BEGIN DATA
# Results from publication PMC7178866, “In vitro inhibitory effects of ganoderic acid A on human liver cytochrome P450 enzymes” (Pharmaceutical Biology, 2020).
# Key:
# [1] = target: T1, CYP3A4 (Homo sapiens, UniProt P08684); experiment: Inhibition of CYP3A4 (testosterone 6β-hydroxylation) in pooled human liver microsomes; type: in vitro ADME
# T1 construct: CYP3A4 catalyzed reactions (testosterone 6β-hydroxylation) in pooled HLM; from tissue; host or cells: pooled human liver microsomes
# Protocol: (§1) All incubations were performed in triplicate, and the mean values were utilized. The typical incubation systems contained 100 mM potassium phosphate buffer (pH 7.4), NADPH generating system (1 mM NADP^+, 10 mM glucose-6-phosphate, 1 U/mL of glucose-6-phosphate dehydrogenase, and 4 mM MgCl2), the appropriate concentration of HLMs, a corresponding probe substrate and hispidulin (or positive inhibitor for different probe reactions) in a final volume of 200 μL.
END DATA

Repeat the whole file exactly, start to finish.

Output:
# Results from publication PMC7178866, “In vitro inhibitory effects of ganoderic acid A on human liver cytochrome P450 enzymes” (Pharmaceutical Biology, 2020).
# Key:
# [1] = target: T1, CYP3A4 (Homo sapiens, UniProt P08684); experiment: Inhibition of CYP3A4 (testosterone 6β-hydroxylation) in pooled human liver microsomes; type: in vitro ADME
# T1 construct: CYP3A4 catalyzed reactions (testosterone 6β-hydroxylation) in pooled HLM; from tissue; host or cells: pooled human liver microsomes
# Protocol: (§1) All incubations were performed in triplicate, and the mean values were utilized. The typical incubation systems contained 100 mM potassium phosphate buffer (pH 7.4), NADPH generating system (1 mM NADP^+, 10 mM glucose-6-phosphate, 1 U/mL of glucose-6-phosphate dehydrogenase, and 4 mM MgCl2), the appropriate concentration of HLMs, a corresponding probe substrate and hispidulin (or positive inhibitor for different probe reactions) in a final volume of 200 μL.